The wind power generator must submit an EMD along with their bid response. The EMD can be a bank guarantee or a payment-on-order instrument issued by the Indian Renewable Energy Development Agency, Power Finance Corporation Limited, or REC Limited.
Upon successful selection, the wind power generator must provide a PBG equal to 5% of the estimated capital cost for the wind power project or the limit stipulated by the Ministry of Finance, whichever is lower.
The PBG can be encashed to recover any damages or dues of the generator regarding the PPA. The Intermediary Procurer must credit these recovered damages or dues to the payment security fund they maintain.
The procurer may release the bank guarantees submitted as PBG if the generator can replace them with Payment on Order instruments from IREDA, PFC, or REC. Wind power generators can seek these replacements by offering security to the financial institutions mentioned.
The released bank guarantees must be returned to the generator within 45 days of the SCOD of the project or 45 days of the commencement of the power supply from the project’s part capacity.
The successful bidder, whether a single company or a consortium, must ensure that its shareholding in the SPV executing the PPA remains above 51% for one year from the SCOD unless approved otherwise by the procurer.
If the successful bidder itself is executing the PPA, it must ensure that its promoters maintain control of the company for one year from the SCOD, except with the prior approval of the procurer. The successful bidder must provide information about its promoters and shareholding to the procurer before signing the PPA.
After the expiration of one year from the SCOD, any changes in the shareholding can be made with an intimation to the procurer.
Power Supply Commencement
The commencement of the supply schedule for power projects is as follows:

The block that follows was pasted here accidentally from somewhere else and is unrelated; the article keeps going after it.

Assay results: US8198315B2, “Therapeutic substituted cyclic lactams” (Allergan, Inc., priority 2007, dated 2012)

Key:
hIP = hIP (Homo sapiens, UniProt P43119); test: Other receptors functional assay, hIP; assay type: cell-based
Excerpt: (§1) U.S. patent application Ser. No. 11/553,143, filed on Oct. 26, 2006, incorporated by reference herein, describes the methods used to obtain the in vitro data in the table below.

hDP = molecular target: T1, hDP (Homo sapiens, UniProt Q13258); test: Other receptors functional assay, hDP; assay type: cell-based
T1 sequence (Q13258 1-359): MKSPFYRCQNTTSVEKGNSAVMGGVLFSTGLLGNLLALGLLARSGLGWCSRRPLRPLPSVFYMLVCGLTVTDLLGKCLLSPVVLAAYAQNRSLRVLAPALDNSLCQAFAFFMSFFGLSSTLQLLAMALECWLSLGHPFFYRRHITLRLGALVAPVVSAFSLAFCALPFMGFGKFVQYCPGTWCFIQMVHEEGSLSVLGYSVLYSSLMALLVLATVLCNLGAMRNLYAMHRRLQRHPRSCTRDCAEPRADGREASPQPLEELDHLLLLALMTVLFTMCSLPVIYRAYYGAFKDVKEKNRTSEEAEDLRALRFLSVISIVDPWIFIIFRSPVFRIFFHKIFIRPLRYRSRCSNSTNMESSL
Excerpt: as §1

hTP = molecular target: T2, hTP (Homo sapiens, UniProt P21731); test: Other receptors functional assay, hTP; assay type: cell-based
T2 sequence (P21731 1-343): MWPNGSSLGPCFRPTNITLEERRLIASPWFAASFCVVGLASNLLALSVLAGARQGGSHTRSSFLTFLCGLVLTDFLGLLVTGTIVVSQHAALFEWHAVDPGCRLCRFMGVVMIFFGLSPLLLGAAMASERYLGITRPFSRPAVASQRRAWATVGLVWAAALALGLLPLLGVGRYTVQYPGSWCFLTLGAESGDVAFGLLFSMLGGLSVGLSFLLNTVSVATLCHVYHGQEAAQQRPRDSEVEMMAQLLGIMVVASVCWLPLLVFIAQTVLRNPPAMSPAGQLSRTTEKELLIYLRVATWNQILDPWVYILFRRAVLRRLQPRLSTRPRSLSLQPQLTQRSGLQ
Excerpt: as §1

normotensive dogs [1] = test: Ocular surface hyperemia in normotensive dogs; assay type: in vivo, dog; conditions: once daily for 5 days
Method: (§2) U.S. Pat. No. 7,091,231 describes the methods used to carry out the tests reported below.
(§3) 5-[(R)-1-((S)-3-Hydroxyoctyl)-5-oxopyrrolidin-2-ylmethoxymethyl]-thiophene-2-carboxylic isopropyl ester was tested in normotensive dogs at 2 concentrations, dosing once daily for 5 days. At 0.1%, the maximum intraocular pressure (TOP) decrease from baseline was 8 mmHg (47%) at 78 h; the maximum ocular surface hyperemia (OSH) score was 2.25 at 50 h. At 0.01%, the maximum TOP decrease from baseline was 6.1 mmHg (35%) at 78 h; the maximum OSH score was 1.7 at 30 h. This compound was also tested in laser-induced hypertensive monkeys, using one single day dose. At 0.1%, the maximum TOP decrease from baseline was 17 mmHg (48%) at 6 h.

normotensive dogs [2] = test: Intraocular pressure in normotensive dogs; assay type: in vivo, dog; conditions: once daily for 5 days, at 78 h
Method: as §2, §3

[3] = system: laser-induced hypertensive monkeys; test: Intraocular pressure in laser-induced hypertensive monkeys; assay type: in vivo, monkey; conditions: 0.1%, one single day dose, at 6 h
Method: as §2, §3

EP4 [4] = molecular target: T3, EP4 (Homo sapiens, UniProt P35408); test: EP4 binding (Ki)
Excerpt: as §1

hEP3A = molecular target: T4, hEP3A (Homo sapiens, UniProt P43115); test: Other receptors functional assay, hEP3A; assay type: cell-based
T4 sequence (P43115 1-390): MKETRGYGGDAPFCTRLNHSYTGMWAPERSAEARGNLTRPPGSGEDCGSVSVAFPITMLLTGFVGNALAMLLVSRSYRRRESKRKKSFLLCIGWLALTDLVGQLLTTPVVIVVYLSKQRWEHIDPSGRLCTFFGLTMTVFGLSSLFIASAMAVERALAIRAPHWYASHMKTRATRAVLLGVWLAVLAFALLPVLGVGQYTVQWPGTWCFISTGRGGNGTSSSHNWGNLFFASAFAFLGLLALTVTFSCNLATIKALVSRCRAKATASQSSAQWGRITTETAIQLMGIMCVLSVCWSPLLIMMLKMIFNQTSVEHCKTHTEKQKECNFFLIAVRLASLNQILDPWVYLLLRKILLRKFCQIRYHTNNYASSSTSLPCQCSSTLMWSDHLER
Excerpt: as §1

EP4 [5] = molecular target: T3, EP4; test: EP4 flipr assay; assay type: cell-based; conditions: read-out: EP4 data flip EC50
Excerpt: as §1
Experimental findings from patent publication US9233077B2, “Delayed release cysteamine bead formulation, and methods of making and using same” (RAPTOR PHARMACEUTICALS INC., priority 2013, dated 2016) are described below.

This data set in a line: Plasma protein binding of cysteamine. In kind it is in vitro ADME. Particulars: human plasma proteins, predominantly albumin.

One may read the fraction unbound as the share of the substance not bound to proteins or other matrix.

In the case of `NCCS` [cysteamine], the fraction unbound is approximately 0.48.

- For projects up to 1,000 MW, the power supply must begin within 24 months of signing the PPA.
- For projects over 1,000 MW, the power supply must begin within 30 months of signing the PPA.
- If required, the procurer can adjust the SCOD for specific reasons.
- The assumption is that the Appropriate Commission will adopt the tariff within 60 days of submission or 120 days from the date of the PSA. Any delay beyond this will extend the SCOD accordingly.
Part commencement of supply of power:
- The procurer must accept part commencement of power supply, subject to a minimum capacity of 50% of the project capacity or 50 MW, whichever is lower, without penalty.
- The minimum capacity for part commencement for inter-state projects will be 50 MW.
- Projects can further commence supply in parts of at least 10 MW capacity, with the last part being the balance capacity.
- The SCOD will not change due to part commencement of the power supply, and the PPA duration remains unaffected.
Early commencement of supply of power:
- The wind power generator is allowed to commence supply from the whole or part capacity of the project before the SCOD, subject to transmission connectivity and long-term access.
- In case of early commencement of supply, the procurers must purchase power at the PPA tariff.
Penalties for delay in commencement of supply of power:
- For a delay of up to six months from SCOD, the PBG or alternate instruments will be encashed per day and proportionate to the contracted capacity that has not commenced supply.
- For delays beyond six months from SCOD, the contracted capacity will be reduced to the project capacity that has commenced supply within the SCOD plus six months, and the PPA for the remaining capacity will be terminated.
- The wind power generator will be debarred from participating in bids by any procurer or intermediary procurer for a certain period depending on the number of defaults (one year for the first default and 2 to 3 years for subsequent defaults.
The responsibility of getting transmission connectivity to the ISTS network under GNA regulation will lie with the generator and will be at the cost of the generator.
If the procurer or intermediate procurer has to deviate from these guidelines or the standard bidding documents, they must obtain approval from the Appropriate Government before starting the bidding process. The Appropriate Government will approve the deviation or request modifications to the bid documents within a reasonable time, not exceeding 60 days.
The government had introduced a dedicated RPO trajectory specifically for wind energy, which aims to stimulate power demand generated across various states. To further support this initiative, the government notified an advanced bidding schedule for procuring 10 GW of capacity annually from 2024 to 28.